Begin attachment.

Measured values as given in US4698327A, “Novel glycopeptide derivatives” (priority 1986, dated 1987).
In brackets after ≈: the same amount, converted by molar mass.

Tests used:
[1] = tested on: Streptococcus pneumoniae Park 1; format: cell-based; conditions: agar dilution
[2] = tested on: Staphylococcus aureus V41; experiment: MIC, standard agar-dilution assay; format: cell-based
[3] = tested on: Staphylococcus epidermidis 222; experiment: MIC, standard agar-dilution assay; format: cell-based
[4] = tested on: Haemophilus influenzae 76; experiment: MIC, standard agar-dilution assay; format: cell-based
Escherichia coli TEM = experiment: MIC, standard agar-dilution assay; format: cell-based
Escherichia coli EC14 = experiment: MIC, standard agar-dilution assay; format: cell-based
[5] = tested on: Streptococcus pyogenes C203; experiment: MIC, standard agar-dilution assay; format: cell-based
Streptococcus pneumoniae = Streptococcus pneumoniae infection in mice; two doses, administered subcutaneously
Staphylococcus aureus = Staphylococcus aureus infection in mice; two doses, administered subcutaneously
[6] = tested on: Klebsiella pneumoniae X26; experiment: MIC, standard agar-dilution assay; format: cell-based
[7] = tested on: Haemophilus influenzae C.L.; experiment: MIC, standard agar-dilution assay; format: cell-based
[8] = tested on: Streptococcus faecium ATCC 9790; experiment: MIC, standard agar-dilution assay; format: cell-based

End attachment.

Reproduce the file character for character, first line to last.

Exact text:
Measured values as given in US4698327A, “Novel glycopeptide derivatives” (priority 1986, dated 1987).
In brackets after ≈: the same amount, converted by molar mass.

Tests used:
[1] = tested on: Streptococcus pneumoniae Park 1; format: cell-based; conditions: agar dilution
[2] = tested on: Staphylococcus aureus V41; experiment: MIC, standard agar-dilution assay; format: cell-based
[3] = tested on: Staphylococcus epidermidis 222; experiment: MIC, standard agar-dilution assay; format: cell-based
[4] = tested on: Haemophilus influenzae 76; experiment: MIC, standard agar-dilution assay; format: cell-based
Escherichia coli TEM = experiment: MIC, standard agar-dilution assay; format: cell-based
Escherichia coli EC14 = experiment: MIC, standard agar-dilution assay; format: cell-based
[5] = tested on: Streptococcus pyogenes C203; experiment: MIC, standard agar-dilution assay; format: cell-based
Streptococcus pneumoniae = Streptococcus pneumoniae infection in mice; two doses, administered subcutaneously
Staphylococcus aureus = Staphylococcus aureus infection in mice; two doses, administered subcutaneously
[6] = tested on: Klebsiella pneumoniae X26; experiment: MIC, standard agar-dilution assay; format: cell-based
[7] = tested on: Haemophilus influenzae C.L.; experiment: MIC, standard agar-dilution assay; format: cell-based
[8] = tested on: Streptococcus faecium ATCC 9790; experiment: MIC, standard agar-dilution assay; format: cell-based